As Wetherspoon goes on attack...
Call to ‘tweak tiers’ to help bars survive Christmas
Pub groups want Nicola Sturgeon to show some Christmas cheer
A pubs and restaurants group has demanded the Scottish government’s five-level Covid restrictions system is ‘tweaked’ to enable more businesses to get through Christmas.
The Scottish Hospitality Group, representing a number of operators across the country, has today called on the Scottish Government to ‘tweak the tiers’ or publish the scientific evidence behind what it calls “the draconian restrictions” on trading hours.
It wants the hours of opening to be extended to allow for a full dinner service that would at least cover costs.
The SHG’s demand comes as JD Wetherspoon chairman Tim Martin called the Scottish tiers “extremely onerous” and having a “serious effect on trade”.
A restaurateur and hotelier on Tuesday spoke out against the alcohol ban, claiming the arguments for it were difficult to understand.
Following the latest update from the First Minister, operators of bars, restaurants and hotels across the country are revising their plans for staffing and stock at a time when they would usually be gearing up for the most important trading period of the year.
The SHG has warned that time is running out to save Christmas for families and businesses across Scotland, with continued deep uncertainty about what this year’s festive season could look like. Businesses are calling for more help in the short- to medium-term to prevent closures and redundancies.
Stephen Montgomery, spokesman for the SHG, said: “Remaining in the current tiers, or even worse moving up a tier, is a sucker punch for hard-working hospitality staff who face losing their jobs.
“The government asked us for refinements to the current restrictions that would protect the public and allow us to trade viably. We provided those recommendations, but they were completely ignored.”
In response to a direct Scottish Government request for industry feedback, SHG suggested an extension in trading hours in tiers 2 and 3 to 10pm as they claim there is no scientific evidence to support forcing premises to close their doors at 6pm or 8pm.
By extending opening times by just a few hours, it would mean businesses can operate a full dinner service and bring in enough money to cover fixed costs such as rent, furlough contributions, and staff pension payments.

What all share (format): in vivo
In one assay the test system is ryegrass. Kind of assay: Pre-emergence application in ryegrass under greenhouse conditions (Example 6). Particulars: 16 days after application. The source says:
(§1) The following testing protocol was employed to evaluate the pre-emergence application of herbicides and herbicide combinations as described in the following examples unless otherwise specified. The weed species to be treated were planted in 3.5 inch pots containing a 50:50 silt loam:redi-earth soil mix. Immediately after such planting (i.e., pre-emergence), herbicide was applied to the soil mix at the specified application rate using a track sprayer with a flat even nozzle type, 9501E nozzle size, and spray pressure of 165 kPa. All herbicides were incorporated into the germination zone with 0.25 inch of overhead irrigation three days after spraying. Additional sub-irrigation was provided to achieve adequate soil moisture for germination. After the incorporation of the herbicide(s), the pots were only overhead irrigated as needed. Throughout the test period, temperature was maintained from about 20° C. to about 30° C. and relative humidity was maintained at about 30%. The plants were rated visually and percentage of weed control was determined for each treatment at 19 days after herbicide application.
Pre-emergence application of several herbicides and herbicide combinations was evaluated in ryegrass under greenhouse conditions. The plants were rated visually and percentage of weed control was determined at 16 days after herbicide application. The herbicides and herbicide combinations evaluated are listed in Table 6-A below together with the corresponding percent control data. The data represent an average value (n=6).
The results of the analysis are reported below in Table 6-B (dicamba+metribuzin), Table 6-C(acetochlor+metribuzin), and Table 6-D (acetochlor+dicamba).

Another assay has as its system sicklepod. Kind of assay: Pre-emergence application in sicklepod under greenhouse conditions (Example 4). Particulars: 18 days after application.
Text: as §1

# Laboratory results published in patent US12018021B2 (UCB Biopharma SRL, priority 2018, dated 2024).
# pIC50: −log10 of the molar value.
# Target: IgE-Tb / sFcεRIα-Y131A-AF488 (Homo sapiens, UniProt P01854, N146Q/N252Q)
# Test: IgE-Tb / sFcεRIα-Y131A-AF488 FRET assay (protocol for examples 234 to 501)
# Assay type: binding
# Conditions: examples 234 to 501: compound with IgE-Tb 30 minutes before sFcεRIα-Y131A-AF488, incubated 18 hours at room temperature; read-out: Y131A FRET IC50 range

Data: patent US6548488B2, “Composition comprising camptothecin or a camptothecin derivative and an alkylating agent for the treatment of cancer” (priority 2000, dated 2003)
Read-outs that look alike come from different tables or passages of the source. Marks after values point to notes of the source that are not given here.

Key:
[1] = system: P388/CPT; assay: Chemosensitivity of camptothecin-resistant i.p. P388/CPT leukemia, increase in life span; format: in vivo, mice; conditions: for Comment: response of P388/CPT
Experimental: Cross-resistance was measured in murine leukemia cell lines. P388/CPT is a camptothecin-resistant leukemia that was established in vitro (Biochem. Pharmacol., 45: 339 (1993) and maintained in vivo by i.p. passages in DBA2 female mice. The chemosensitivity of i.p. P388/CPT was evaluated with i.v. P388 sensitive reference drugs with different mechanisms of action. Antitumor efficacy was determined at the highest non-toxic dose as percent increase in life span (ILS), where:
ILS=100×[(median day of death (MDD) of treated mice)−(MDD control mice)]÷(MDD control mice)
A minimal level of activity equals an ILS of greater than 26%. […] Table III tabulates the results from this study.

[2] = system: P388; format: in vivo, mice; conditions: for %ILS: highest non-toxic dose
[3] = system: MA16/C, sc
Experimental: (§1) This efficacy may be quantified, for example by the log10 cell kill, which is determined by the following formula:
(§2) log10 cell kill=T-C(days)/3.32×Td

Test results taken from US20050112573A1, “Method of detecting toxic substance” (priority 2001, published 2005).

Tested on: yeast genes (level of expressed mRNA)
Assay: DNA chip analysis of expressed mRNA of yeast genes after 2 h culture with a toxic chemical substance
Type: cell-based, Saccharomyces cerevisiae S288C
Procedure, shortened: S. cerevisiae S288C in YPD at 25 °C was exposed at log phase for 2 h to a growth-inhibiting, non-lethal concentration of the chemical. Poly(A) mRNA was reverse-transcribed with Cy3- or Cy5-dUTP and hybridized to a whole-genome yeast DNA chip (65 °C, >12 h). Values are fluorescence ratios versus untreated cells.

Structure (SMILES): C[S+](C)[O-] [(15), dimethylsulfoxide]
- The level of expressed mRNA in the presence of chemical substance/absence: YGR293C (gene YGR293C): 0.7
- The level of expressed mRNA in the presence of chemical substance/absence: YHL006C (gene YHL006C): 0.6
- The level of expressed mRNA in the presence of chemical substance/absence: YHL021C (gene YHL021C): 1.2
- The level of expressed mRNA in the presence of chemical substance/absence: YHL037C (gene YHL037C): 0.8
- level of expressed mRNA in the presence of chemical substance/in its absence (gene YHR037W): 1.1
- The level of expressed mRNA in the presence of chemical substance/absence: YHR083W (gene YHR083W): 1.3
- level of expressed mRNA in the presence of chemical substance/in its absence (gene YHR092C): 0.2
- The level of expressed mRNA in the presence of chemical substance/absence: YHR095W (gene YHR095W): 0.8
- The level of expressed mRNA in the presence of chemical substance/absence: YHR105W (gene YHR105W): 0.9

Nic Wood, director of the Signature Pub Group, added: “The more viable we can be then the less of a burden we will be on the country and we will still provide safe places for people to socialise.
“Were it not for furlough, 75,000 people in the central belt would have lost their jobs this week. But the businesses that employ these people still need support to cover the furlough contribution and fixed costs.
“The Scottish Government must sit up and listen to what industry is saying to them or the majority of hospitality businesses, particularly the small, independent operators without deep pockets, will not be here past Christmas.
“Just tweaking the guidance slightly will save thousands of jobs and save the taxpayer millions while still giving the public a safe place to meet friends and family.”
On average for SHG members, the government grant aid is £5,100 per week less than it costs to run each venue (average costs are £5,800 per week and the average grant is £700 per week). This means the group as a whole is losing £1m every week.
Including the costs of shutdown, such as wasted stock, add an average of £2,400 per venue, taking weekly losses across the group to £1.5m..”
JD Wetherspoon chairman Tim Martin says the current Covid regulations are a “complete muddle” and the benefits “questionable”.
The pubs company said like-for-like sales for the 15 weeks to 8 November plunged by 27.6%.
It said 756 pubs in England, Northern Ireland and the Republic of Ireland are closed while 64 in Scotland and 51 in Wales are trading.
Tim Martin: ‘tier system is onerous’
“The Scottish pubs, in particular, are subject to an extremely onerous tier system which, as has been widely reported, is having a serious effect on trade,” he said.
“For any pub or restaurant company trading in different parts of the UK, and for customers generally, the constantly changing national and local regulations, combined with geographical areas moving from one tier to another in the different jurisdictions, are baffling and confusing.
“The entire regulatory situation is a complete muddle. However, the initial regulations, following reopening, introduced on 4 July, were carefully thought through, followed thorough consultation, and were based on solid scientific foundations of social distancing and hygiene.
“The benefits of the regulatory hyperactivity since then, including the imposition of a curfew, are questionable.”